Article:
Response on Social Responsibilities of Corporations-BECKER
A large number of mainly interesting comments. I shall try to respond and clarify my position.
I believe corporations have as much right to lobby for laws as other interest groups, and should not be under any obligation to ignore the laws that are passed, even those that favor them. To take an example from the non-corporate world, the most powerful interest group in the United States is probably the AARP, the association of older, and mainly retired, men and women. They have managed to pass many laws dealing with social security and medicare that are too generous to richer retirees, and are on balance harmful to the general welfare. But I do not hear many people argue that rich persons should refuse the social security checks that they receive because in a better system that money and perhaps still more resources would go to poorer persons.
Some of the comments claim that since stockholders often cannot get rid of their top management, they cannot get their views known other than by selling their stock. I dealt with that case in my comment. The market for top management is indeed not perfect, and that means entrenched management gets greater compensation then they would receive in a more competitive market for managers. Entrenched managers do not have to fully consider stockholder interests in their decisions, and can take higher compensation, and have the corporations they manage engage in various actions. Perhaps they will be ‚Äúsocially responsible‚Äù, but surely we do not want to rely on entrenched management to set the standards for corporate behavior? Entrenched and powerful management was the heart of the problem with World Com, Enron, and most other companies that had corrupt leadership.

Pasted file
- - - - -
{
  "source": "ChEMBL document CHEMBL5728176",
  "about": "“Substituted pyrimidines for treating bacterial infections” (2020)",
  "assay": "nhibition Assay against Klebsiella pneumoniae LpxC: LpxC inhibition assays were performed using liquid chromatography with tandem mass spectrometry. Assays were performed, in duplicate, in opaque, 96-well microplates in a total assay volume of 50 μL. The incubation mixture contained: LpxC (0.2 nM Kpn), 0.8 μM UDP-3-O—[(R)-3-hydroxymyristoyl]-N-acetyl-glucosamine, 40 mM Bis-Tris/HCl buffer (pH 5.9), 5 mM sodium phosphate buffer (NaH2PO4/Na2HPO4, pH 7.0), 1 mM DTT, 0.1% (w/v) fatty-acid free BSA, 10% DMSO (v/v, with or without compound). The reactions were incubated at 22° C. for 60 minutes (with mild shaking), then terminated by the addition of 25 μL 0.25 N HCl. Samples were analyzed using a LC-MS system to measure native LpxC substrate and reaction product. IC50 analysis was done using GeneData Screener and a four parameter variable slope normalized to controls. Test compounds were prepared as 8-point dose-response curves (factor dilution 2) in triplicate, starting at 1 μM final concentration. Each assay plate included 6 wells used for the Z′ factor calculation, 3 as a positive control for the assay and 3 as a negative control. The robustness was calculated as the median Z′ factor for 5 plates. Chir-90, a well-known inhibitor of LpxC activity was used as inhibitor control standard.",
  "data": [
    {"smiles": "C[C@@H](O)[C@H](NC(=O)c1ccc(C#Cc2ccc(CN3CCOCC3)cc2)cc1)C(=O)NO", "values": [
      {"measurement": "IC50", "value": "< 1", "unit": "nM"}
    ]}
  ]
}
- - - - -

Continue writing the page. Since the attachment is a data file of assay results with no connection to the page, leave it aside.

I said several times in my entry that if stockholders of a company are willing to pay for various ‚Äúsocially responsible ‚Äú non-profit maximizing actions of the company, then the company should indeed deviate from pure profit maximizing behavior to cater to the stockholder interests. But such a company would still be maximizing stockholder value, including the values of stockholders about pollution behavior, employee compensation, and charitable giving of the corporation. But we know from the relatively small number of funds that claim to invest only in socially responsible companies that the vast majority of owners of stock do not want their companies to deviate much from profit and value maximization.
Of course, if corporations can find charities better than stockholders can, then my criteria imply that corporation should do that. I even gave the example of fair trade coffee. But that is hardly the most common situation.
Some hard questions were raised about whether corporations should knowingly pollute, encourage use of unhealthy milk formula, and the like. Some of these cases would be consistent with my criteria because corporations might be sued if they knowingly encouraged behavior that would poison water, or stockholders would not hold stock in companies that they knew used slave labor, and so forth. However, I do not believe corporations have the obligation in the pollution case to go beyond their legal and contractual requirements. For example, corporations should not follow the Kyoto Agreement with regard to their production in the United States. I take this position because it is impossible to know where to draw the line. Why stop at the reduction in emissions called for by Kyoto? After all, many environmentalists believe Kyoto is far too limited. Pollution standards should be set by legislation and judicial decisions. Corporations should obey those standards, not lie about what they are doing, and follow the environmental wishes of their stockholders, but not try to be substitutes for voters and legislators.
Someone remarked on the death of Jack Hirshleifer. Not directly relevant to our subject, but he was an outstanding and creative economist, and a good friend since my graduate student days. I believe he would have adopted a position on this subject similar to mine; perhaps he has written on corporate goals.